Some 45 years after their first appearance on a San Francisco stage, The Residents remain a band that practically defines the term "cult," and their freak-show, cartoon-surrealist approach continues to attract a healthy fan base (as evidenced by some sold-out shows at Tokyo's Blue Note back in March).

It was only a matter of time before someone gave The Residents their own rock doc, but director Don Hardy Jr.'s "Theory of Obscurity: A Film About The Residents" faced an unusual problem: How do you dig into the history of a "band" that has remained defiantly anonymous throughout its career?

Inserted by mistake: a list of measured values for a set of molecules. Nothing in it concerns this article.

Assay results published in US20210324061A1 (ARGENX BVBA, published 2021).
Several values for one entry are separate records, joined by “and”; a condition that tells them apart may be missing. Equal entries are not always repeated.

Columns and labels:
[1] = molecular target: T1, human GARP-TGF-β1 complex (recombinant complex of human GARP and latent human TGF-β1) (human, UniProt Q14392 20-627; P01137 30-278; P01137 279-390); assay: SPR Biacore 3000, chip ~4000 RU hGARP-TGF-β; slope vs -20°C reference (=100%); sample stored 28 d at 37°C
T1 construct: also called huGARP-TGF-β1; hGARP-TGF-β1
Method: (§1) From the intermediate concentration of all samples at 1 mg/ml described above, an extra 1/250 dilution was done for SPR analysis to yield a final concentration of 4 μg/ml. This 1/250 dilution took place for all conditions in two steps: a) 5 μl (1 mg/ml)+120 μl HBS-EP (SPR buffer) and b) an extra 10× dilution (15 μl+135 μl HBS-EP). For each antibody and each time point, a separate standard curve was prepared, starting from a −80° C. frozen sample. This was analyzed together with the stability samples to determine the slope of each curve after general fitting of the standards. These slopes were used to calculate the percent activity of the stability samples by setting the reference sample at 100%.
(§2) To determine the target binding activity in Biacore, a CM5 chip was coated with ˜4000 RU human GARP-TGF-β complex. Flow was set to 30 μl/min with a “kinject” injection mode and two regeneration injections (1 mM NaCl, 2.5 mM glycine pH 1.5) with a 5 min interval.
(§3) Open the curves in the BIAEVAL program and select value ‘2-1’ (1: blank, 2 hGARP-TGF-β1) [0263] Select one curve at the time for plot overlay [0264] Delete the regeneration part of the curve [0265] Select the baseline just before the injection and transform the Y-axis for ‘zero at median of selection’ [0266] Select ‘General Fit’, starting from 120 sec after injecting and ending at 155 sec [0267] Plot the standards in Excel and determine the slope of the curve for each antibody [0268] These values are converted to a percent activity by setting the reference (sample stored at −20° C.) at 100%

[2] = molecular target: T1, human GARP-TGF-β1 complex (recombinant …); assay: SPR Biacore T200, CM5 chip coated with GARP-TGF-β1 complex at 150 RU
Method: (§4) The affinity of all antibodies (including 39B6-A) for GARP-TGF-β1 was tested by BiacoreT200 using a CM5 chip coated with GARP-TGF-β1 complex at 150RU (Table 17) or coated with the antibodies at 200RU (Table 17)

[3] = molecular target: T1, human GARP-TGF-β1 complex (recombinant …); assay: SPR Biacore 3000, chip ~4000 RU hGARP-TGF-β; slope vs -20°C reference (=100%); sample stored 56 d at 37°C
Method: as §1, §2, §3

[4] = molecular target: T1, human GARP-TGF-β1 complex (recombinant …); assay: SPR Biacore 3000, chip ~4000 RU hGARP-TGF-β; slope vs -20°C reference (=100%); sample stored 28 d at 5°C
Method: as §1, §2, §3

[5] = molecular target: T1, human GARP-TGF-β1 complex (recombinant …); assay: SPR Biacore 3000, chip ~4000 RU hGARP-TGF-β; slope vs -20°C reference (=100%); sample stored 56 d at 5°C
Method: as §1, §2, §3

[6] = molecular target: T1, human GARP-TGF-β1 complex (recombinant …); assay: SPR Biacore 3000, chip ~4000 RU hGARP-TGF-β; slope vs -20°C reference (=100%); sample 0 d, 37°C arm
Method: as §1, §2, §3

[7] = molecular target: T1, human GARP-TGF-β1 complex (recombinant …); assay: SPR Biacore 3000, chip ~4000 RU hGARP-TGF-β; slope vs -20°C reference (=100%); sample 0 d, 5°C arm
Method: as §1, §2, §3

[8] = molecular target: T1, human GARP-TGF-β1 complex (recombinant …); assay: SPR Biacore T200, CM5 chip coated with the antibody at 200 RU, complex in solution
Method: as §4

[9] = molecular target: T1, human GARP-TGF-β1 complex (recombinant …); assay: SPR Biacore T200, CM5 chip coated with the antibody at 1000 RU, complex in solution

Who lurks behind the top-hatted giant-eyeball masks is a question that has long been shrouded in mystery, which has led to much speculation. (The Beatles were prime suspects, then David Byrne.) "Theory of Obscurity" does not unmask the band, but it does include interviews with current and former members of the Cryptic Corporation — their business/management arm — and it's likely that some of them have seen the inside of an eyeball mask.